Department of Homeland Security (DHS) officials said three months ago that people linked to the Russian government had attempted to hack election-related sites and information in 21 states. But on Sept. 22, DHS made it official, contacting election officials in those states to more formally notify them of having been targeted. Only one, the state of Illinois, was deemed as having been “breached,” according to a Washington Post analysis that pointed to the previously revealed exposure of personal information belonging to “tens of thousands of voters.” With its next election about six weeks away, a top Washington state elections official said the agency will soon embark on a three-month federal pilot aimed at improving cybersecurity, and officials are optimistic the electoral cycle will be uneventful and appear largely unchanged to voters.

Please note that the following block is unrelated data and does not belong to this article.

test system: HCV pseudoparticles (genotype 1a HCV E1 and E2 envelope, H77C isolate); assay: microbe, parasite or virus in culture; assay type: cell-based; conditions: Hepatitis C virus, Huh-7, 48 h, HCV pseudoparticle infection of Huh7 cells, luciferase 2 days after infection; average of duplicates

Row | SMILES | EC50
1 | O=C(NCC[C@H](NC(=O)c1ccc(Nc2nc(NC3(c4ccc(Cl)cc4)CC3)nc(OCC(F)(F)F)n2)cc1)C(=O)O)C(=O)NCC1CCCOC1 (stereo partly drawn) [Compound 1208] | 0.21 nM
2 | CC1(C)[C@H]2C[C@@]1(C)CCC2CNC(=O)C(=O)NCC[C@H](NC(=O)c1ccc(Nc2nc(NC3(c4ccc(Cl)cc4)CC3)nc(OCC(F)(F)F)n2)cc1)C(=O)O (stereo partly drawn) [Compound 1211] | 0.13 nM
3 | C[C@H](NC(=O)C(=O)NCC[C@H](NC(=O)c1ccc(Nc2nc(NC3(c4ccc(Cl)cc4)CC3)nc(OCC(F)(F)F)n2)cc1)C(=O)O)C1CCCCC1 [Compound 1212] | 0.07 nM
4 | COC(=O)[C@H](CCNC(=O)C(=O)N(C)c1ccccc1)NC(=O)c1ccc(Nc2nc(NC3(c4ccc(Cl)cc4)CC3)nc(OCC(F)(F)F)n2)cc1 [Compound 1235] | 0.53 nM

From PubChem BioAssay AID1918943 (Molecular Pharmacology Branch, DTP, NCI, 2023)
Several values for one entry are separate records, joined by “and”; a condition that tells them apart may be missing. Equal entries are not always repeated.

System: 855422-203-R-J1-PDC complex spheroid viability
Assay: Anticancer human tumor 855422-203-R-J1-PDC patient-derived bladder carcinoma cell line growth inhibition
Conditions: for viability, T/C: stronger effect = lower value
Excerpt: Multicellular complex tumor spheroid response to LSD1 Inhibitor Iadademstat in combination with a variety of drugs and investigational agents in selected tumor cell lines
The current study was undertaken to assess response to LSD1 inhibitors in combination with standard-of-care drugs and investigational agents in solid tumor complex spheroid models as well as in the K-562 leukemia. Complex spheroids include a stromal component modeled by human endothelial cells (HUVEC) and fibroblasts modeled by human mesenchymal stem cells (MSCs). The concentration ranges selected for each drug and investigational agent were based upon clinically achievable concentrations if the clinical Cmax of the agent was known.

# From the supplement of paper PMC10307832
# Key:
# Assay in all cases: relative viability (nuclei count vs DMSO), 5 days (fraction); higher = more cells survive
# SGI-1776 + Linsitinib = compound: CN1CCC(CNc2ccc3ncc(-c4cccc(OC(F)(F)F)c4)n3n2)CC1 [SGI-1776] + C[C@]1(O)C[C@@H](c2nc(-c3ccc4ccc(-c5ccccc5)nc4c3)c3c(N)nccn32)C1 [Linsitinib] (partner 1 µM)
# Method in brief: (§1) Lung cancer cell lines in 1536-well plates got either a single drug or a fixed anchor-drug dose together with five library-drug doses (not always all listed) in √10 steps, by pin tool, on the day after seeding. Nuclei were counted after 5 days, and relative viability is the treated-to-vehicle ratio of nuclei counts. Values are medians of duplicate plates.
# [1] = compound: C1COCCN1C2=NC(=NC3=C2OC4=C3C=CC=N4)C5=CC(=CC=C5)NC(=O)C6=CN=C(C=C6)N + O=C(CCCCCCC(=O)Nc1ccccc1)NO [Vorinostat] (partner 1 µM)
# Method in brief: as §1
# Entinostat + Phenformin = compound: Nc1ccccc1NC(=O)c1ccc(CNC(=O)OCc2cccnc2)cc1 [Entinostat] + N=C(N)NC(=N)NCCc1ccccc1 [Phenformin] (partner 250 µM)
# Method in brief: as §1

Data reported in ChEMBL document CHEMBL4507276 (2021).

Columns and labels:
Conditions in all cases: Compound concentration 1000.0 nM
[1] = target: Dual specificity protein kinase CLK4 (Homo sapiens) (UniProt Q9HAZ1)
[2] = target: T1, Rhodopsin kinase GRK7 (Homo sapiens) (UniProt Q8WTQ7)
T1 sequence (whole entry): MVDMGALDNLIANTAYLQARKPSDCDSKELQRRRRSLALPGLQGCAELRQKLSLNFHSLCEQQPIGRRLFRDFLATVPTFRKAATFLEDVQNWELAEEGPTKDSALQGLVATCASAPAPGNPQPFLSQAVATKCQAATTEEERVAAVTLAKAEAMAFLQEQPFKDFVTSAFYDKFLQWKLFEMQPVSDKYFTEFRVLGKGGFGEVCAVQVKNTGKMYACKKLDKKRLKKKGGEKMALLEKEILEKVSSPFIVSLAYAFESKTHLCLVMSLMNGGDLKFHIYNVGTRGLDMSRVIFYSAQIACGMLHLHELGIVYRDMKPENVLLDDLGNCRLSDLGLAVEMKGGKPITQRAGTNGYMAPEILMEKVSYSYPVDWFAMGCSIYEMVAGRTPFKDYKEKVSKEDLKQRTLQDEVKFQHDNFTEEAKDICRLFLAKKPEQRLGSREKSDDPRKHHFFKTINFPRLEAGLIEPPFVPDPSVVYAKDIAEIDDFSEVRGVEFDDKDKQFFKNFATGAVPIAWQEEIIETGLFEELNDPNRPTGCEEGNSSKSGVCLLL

In a Sept. 22 statement, Washington Secretary of State Kim Wyman confirmed hearing from DHS as did officials in Florida, California and Ohio.
“As we’ve stated before, we continue to work cooperatively with DHS – including during the election last year. The security protocols we already have in place made us aware of these attempted intrusions by Russian IP addresses throughout the course of the 2016 election. There was no successful intrusion and we immediately alerted the Federal Bureau of Investigation of the activities,” Wyman said.